game career guide fall 2012.jpegFor the fifth year running, Game Developer magazine's annual Game Career Guide issue -- which aims to help students and aspiring developer secure a job in the game industry -- will be given away for free.

The free special issue is available in digital form, and print versions will be distributed at several major video game consumer and trade shows, including Penny Arcade Expo, GDC, and more.

The 2012 Game Career Guide includes beginner-friendly tutorials on starting out with the Unreal Development Kit, building a mod with the Source Engine SDK, prototyping quick and dirty art assets, and a primer on game modifications. The issue also includes a version of Game Developer's yearly Salary Survey tailored for entry-level game developers, a listing of industry conferences, game jams, and indie competitions that every developer should know of, and a directory of game development programs across the world for students interested in getting into the industry.

It wouldn't be a Game Developer issue without a postmortem, of course. This year's Game Career Guide postmortem is on The Snowfield, an IGF Student Showcase-nominated experimental title from the MIT GAMBIT Game Lab. Project lead Matthew Weise explains what went right and wrong while exploring alternative theories of game narrative (and managing a team of student interns).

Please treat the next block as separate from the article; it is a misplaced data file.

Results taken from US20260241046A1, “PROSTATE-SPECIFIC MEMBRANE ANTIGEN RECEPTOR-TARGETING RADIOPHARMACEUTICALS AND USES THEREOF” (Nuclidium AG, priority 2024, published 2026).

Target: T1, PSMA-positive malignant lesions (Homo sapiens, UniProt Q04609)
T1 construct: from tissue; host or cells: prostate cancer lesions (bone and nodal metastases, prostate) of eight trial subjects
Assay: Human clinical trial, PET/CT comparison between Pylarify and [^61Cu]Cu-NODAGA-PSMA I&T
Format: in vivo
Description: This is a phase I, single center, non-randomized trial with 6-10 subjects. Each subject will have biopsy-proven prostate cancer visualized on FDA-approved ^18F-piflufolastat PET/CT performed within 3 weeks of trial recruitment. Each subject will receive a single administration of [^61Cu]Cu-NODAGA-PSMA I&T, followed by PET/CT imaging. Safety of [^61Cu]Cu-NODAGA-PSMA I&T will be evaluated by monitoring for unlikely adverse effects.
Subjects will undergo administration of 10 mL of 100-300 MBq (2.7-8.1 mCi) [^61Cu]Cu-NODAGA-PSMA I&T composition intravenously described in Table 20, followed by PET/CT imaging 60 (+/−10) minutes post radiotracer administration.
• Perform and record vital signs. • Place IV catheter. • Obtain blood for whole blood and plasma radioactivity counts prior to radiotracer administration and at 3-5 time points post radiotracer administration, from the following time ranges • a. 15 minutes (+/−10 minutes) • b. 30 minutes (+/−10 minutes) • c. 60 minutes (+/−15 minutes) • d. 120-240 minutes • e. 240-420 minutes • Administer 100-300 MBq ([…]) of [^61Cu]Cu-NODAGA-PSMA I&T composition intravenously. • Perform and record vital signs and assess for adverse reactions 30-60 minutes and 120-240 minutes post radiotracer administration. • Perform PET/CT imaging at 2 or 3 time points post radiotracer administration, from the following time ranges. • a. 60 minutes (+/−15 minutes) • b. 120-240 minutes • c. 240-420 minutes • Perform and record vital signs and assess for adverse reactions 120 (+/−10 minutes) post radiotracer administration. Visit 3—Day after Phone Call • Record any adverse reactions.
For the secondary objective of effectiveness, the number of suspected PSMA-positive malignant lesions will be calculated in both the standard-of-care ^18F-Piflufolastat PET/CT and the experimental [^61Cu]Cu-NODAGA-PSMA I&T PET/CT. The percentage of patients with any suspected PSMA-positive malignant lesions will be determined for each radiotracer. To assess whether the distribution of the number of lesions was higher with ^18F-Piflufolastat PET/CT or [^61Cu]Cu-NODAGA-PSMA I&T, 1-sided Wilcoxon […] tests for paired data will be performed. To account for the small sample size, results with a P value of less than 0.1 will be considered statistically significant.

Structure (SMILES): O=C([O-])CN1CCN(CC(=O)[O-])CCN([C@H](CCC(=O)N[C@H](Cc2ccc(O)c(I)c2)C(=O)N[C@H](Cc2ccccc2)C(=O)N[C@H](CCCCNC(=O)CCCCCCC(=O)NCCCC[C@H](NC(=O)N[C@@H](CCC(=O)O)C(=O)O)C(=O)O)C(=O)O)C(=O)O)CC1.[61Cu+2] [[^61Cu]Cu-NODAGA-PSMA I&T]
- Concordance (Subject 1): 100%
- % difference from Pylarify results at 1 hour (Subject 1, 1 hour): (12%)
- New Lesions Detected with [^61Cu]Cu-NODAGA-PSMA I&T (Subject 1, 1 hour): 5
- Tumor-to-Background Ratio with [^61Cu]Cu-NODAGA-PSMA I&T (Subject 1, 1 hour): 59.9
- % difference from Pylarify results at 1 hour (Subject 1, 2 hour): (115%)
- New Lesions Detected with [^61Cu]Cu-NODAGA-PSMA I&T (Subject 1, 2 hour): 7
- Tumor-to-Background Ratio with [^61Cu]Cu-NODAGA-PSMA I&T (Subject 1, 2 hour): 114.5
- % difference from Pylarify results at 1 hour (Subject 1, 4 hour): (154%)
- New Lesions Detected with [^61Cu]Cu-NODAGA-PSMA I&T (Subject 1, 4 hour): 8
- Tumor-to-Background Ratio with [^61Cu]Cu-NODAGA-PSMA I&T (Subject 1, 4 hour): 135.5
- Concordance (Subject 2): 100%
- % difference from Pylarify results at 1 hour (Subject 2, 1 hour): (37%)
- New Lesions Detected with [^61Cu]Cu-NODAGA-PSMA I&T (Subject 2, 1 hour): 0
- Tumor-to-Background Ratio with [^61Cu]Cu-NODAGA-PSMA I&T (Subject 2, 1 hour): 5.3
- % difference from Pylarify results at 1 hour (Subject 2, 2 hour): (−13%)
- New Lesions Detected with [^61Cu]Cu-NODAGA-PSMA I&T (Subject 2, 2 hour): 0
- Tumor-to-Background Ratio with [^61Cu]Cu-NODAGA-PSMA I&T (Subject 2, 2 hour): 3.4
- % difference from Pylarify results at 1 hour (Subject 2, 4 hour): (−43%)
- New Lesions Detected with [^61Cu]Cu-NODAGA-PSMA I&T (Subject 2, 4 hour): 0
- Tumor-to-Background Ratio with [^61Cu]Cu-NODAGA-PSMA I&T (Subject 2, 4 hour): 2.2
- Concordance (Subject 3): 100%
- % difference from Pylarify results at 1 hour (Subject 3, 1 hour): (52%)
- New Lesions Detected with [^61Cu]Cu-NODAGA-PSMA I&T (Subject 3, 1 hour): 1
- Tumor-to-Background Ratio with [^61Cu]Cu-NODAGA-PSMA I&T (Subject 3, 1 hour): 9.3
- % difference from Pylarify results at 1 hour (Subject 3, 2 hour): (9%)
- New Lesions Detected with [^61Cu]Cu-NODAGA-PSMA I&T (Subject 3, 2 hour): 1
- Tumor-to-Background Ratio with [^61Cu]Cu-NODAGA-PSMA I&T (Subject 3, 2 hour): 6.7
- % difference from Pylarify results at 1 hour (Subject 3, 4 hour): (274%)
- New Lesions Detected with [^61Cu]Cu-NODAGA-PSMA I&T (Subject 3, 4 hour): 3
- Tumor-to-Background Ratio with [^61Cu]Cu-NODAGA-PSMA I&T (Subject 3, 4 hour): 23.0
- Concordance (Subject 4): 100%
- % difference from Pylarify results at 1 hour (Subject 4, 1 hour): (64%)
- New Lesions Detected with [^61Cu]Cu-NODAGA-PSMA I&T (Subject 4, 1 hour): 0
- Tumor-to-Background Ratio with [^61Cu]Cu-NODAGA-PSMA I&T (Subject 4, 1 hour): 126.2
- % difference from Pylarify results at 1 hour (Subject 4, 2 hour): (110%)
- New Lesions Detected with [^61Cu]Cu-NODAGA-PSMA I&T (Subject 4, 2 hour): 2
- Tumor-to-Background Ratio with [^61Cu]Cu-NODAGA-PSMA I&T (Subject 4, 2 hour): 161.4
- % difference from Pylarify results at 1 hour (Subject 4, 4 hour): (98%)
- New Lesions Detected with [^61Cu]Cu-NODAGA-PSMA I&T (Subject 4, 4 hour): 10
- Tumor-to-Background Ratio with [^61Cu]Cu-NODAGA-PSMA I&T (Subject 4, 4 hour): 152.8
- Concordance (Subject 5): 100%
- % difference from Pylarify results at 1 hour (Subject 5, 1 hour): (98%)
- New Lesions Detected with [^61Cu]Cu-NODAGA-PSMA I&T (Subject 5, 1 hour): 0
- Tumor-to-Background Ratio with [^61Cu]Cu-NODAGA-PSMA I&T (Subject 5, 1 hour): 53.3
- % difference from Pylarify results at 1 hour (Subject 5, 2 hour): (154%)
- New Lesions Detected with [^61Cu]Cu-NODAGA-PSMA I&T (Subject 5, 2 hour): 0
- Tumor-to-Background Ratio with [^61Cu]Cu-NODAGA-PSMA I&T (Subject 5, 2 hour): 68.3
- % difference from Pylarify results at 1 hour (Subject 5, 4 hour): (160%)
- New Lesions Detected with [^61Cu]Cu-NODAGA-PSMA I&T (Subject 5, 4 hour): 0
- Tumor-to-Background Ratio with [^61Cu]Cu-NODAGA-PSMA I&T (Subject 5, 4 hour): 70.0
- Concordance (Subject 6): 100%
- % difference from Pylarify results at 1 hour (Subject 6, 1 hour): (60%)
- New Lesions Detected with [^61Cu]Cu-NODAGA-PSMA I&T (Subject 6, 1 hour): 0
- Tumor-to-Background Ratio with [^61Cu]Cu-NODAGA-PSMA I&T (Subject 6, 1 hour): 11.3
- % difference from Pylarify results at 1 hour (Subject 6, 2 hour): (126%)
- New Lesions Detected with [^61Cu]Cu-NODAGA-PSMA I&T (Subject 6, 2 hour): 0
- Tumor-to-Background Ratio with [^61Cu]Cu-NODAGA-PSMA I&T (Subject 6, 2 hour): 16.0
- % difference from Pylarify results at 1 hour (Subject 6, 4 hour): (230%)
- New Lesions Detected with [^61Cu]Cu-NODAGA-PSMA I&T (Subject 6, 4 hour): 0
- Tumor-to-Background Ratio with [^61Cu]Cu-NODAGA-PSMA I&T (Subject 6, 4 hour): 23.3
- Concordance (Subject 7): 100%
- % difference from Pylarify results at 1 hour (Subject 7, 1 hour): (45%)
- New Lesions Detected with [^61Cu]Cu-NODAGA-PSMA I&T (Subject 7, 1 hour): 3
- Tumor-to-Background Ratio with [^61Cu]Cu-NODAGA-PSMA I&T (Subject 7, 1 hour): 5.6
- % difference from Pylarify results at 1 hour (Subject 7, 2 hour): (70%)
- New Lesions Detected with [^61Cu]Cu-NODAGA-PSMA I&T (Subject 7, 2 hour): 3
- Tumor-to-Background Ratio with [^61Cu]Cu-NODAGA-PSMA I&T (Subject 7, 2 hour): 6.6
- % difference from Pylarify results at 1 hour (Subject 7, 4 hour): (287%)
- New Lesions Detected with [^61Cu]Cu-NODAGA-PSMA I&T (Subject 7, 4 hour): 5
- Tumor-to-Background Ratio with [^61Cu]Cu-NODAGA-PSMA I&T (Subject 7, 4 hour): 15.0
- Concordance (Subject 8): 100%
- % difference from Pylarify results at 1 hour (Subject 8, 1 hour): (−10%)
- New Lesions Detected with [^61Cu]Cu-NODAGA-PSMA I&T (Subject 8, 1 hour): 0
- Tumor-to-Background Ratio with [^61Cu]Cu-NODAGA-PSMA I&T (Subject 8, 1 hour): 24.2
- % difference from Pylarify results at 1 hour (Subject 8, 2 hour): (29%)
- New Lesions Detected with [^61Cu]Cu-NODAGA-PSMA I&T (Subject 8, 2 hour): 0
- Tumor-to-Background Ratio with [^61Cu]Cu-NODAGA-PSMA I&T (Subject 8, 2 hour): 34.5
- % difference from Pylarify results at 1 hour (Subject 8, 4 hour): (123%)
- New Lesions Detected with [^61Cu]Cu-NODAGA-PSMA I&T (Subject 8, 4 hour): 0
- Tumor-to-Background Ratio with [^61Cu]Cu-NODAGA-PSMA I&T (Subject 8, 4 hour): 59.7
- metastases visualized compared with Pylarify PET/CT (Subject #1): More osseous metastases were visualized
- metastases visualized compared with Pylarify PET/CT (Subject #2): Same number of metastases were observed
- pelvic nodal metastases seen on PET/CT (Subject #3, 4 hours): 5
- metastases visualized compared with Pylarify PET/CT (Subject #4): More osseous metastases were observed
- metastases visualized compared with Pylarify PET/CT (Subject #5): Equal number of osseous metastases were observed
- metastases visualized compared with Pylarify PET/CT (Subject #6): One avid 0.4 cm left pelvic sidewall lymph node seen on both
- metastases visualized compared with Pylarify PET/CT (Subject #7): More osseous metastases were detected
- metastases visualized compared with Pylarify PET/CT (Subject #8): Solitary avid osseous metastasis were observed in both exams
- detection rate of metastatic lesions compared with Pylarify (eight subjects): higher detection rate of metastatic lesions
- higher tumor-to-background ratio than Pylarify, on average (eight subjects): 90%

"Over the years, our Career Guide has gotten more sophisticated," Game Developer said editor-in-chief Brandon Sheffield, "We realize that new game developers aren't coming from a place of no knowledge. Maybe they've tinkered in LittleBigPlanet, or made levels in Trackmania or Trials Evolution. They've certainly thought about games, and have researched the very basics. 

"That's why we've taken a much more proactive approach to recent issues, including this one. We want to get people making games right away, not just thinking about it. If they choose to, our readers can make a level with the Unreal Development Kit, script an RPG quest in the Source Engine, and prototype designs in an easy-to-use tool, all from within these pages. And if you include past issues, you can learn the basics of Flixel, Unity, Game Maker, and more."

Sheffield continued, "We want all sorts of people to make games, no matter who they are, where they come from, or what they want to make. A sophisticated industry needs variety, and so much innovation can come from first-time game makers. That's why we release this free guide every year, and we hope you enjoy it."

For more on the annual Game Career Guide, visit the Game Developer website at gdmag.com, or go to GameCareerGuide.com for more excellent game industry career resources.

[This article originally appeared in Gamasutra.]